ObamaCare’s Massachusetts Exchange Has Signed Up Zero People: “This is a mess”

Posted by on Dec 07, 2013 at 12:33 pm

Obviously this is Mitt Romney’s fault.

With three weeks left in the year, not one of the thousands of Massachusetts residents who need to enroll in new health insurance plans by Jan. 1 has been able to do so through the state insurance marketplace that was revamped to comply with the national Affordable Care Act.

About 126,000 people enrolled in health plans subsidized by the state have until March to choose a new plan and can keep their current coverage until then. But thousands of others are depending on a new plan to start on the first of the year, and some worry that their coverage will not be ready in time. Their anxiety has only been heightened by stubborn technical problems, such as a snag this week that blocked many people from signing in to the website.

Hopefully this gets squared away so Auntie Zeituni and Uncle Omar can get their “free” healthcare.

Gina Kamentsky of Somerville has been trying to enroll through the Massachusetts Health Connector for weeks. Her insurance plan, bought through her partner’s former employer, expires this month. Because of expensive medications and a doctor’s appointment she cannot miss, the 54-year-old artist from Somerville said she needs coverage in January. Plus, the landmark 2006 state health insurance law, the model for the national law, requires her and most others to have coverage.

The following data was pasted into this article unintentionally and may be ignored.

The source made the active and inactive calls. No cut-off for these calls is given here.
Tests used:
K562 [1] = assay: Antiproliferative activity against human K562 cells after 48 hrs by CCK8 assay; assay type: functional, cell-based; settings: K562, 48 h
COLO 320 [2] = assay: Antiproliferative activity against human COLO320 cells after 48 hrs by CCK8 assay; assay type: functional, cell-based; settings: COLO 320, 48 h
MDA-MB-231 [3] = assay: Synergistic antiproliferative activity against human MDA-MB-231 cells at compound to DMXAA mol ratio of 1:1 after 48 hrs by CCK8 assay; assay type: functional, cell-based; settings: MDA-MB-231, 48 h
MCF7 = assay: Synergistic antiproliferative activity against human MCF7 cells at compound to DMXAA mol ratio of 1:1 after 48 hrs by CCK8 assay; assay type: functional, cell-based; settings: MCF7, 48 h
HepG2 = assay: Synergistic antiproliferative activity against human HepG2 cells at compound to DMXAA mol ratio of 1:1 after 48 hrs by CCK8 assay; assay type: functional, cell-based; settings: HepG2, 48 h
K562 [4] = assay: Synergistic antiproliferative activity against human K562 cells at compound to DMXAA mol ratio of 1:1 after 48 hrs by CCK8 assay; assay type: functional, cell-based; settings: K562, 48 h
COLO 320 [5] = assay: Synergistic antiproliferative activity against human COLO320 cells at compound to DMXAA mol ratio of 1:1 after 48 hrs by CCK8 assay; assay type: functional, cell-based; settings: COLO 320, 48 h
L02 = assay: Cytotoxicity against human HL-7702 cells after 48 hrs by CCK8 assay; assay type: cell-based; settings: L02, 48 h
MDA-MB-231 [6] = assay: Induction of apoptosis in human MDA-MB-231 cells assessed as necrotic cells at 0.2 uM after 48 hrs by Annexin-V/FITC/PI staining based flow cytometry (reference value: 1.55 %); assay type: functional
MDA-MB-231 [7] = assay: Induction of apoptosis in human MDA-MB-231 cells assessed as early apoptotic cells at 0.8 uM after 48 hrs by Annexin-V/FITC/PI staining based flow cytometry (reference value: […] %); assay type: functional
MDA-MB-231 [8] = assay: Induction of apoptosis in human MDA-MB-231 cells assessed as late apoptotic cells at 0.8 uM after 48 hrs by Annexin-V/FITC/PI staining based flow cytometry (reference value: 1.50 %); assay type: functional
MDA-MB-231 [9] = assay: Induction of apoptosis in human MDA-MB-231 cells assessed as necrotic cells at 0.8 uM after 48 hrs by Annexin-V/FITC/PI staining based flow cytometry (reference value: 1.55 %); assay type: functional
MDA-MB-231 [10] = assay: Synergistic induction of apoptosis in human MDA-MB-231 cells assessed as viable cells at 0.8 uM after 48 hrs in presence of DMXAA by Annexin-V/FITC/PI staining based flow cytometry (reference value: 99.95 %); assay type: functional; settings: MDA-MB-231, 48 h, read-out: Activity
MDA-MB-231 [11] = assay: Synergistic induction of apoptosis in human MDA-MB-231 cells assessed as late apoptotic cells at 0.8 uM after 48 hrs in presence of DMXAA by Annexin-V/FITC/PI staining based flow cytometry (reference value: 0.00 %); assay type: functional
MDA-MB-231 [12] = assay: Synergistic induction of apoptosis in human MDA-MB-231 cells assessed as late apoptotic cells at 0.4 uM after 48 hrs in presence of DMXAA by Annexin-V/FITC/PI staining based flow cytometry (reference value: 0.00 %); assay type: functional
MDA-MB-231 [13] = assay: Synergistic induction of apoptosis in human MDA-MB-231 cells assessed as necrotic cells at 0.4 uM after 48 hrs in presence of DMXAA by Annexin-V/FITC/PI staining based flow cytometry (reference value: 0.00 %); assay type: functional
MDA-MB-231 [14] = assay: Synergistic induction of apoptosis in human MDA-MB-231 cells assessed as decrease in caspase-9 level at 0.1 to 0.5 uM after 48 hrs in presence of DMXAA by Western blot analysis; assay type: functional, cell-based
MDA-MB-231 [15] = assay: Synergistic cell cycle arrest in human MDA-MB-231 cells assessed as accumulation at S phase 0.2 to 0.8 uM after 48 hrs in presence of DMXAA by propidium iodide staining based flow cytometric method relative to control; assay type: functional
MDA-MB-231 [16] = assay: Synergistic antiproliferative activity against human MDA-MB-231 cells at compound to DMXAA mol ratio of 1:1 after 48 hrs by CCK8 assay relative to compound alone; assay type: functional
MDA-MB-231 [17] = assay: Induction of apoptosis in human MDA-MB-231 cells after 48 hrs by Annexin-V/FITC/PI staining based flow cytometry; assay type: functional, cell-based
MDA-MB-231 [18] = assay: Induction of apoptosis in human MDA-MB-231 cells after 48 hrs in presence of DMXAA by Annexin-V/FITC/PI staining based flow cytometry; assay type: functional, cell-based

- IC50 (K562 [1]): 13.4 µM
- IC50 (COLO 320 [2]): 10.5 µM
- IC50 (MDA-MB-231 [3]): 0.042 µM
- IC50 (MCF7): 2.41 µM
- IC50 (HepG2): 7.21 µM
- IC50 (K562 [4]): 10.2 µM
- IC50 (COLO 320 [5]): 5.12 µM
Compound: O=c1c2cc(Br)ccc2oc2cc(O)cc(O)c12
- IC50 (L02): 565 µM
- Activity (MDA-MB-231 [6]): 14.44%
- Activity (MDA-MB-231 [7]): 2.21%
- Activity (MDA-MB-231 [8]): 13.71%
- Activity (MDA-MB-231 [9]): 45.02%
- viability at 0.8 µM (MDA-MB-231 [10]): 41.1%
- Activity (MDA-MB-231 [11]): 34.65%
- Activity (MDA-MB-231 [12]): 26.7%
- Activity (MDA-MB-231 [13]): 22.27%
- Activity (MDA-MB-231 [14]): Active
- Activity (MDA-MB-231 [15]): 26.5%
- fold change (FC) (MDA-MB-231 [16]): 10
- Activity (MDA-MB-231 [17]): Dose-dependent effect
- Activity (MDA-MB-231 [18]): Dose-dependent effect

Kamentsky was first stymied by the widespread technological problems. At the end of October, she filed a paper application. She has been stuck since then in a shuffle of documents and on long calls with customer support staff, but she feels no closer to being enrolled.

“There’s no feedback,” she said. “There’s no way to tell if anything has been processed. Time is ticking away.”

Good thing Obama’s tech experts are all over it.

The $69 million website was built by CGI, which helped develop the much-maligned federal health insurance site, HealthCare.gov. The Health Connector website, by communicating with federal databases and the state Medicaid program, was meant to give users a place where they could find out which insurance subsidies they qualify for. But that function of the website has not worked.

Can we call this a failure yet?

“This is a mess,” Fields said. “The sad thing is that the people who are going to get hurt are the people that they’re trying to help.”

Look at the upside: If you can’t get in, nobody can steal your ID.

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